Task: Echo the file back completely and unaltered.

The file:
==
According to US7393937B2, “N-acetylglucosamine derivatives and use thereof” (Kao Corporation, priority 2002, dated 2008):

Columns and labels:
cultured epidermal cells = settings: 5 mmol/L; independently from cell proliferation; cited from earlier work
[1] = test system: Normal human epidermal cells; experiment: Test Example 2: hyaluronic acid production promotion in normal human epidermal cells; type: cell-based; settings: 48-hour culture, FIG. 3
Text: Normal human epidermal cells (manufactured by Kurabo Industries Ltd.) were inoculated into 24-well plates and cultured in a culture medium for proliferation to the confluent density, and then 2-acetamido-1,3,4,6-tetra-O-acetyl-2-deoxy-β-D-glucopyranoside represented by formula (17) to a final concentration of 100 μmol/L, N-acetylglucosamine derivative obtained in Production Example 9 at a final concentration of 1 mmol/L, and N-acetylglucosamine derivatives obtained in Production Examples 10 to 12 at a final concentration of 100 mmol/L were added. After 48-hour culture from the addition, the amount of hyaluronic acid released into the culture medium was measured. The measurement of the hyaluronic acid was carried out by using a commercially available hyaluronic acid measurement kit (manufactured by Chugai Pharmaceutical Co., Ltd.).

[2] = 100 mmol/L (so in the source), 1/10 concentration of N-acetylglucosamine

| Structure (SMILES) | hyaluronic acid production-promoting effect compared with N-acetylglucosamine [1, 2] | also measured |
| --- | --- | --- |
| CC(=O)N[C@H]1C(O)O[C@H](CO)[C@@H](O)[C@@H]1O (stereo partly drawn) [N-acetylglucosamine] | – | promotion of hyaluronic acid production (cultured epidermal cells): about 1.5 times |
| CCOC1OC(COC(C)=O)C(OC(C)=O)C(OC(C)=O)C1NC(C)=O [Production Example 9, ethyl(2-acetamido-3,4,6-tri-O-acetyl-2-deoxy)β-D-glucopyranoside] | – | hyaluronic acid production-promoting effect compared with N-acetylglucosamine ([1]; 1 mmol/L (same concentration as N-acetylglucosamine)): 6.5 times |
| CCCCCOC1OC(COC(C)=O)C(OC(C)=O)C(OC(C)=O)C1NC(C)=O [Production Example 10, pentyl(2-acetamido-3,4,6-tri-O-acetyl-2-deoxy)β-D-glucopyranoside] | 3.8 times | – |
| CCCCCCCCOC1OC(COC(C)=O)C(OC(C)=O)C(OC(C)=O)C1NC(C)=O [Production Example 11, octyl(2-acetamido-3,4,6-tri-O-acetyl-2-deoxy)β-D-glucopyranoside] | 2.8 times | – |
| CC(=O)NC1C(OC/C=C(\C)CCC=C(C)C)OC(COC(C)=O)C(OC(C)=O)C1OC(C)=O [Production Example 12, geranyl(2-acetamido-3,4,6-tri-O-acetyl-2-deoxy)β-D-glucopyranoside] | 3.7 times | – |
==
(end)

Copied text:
According to US7393937B2, “N-acetylglucosamine derivatives and use thereof” (Kao Corporation, priority 2002, dated 2008):

Columns and labels:
cultured epidermal cells = settings: 5 mmol/L; independently from cell proliferation; cited from earlier work
[1] = test system: Normal human epidermal cells; experiment: Test Example 2: hyaluronic acid production promotion in normal human epidermal cells; type: cell-based; settings: 48-hour culture, FIG. 3
Text: Normal human epidermal cells (manufactured by Kurabo Industries Ltd.) were inoculated into 24-well plates and cultured in a culture medium for proliferation to the confluent density, and then 2-acetamido-1,3,4,6-tetra-O-acetyl-2-deoxy-β-D-glucopyranoside represented by formula (17) to a final concentration of 100 μmol/L, N-acetylglucosamine derivative obtained in Production Example 9 at a final concentration of 1 mmol/L, and N-acetylglucosamine derivatives obtained in Production Examples 10 to 12 at a final concentration of 100 mmol/L were added. After 48-hour culture from the addition, the amount of hyaluronic acid released into the culture medium was measured. The measurement of the hyaluronic acid was carried out by using a commercially available hyaluronic acid measurement kit (manufactured by Chugai Pharmaceutical Co., Ltd.).

[2] = 100 mmol/L (so in the source), 1/10 concentration of N-acetylglucosamine

| Structure (SMILES) | hyaluronic acid production-promoting effect compared with N-acetylglucosamine [1, 2] | also measured |
| --- | --- | --- |
| CC(=O)N[C@H]1C(O)O[C@H](CO)[C@@H](O)[C@@H]1O (stereo partly drawn) [N-acetylglucosamine] | – | promotion of hyaluronic acid production (cultured epidermal cells): about 1.5 times |
| CCOC1OC(COC(C)=O)C(OC(C)=O)C(OC(C)=O)C1NC(C)=O [Production Example 9, ethyl(2-acetamido-3,4,6-tri-O-acetyl-2-deoxy)β-D-glucopyranoside] | – | hyaluronic acid production-promoting effect compared with N-acetylglucosamine ([1]; 1 mmol/L (same concentration as N-acetylglucosamine)): 6.5 times |
| CCCCCOC1OC(COC(C)=O)C(OC(C)=O)C(OC(C)=O)C1NC(C)=O [Production Example 10, pentyl(2-acetamido-3,4,6-tri-O-acetyl-2-deoxy)β-D-glucopyranoside] | 3.8 times | – |
| CCCCCCCCOC1OC(COC(C)=O)C(OC(C)=O)C(OC(C)=O)C1NC(C)=O [Production Example 11, octyl(2-acetamido-3,4,6-tri-O-acetyl-2-deoxy)β-D-glucopyranoside] | 2.8 times | – |
| CC(=O)NC1C(OC/C=C(\C)CCC=C(C)C)OC(COC(C)=O)C(OC(C)=O)C1OC(C)=O [Production Example 12, geranyl(2-acetamido-3,4,6-tri-O-acetyl-2-deoxy)β-D-glucopyranoside] | 3.7 times | – |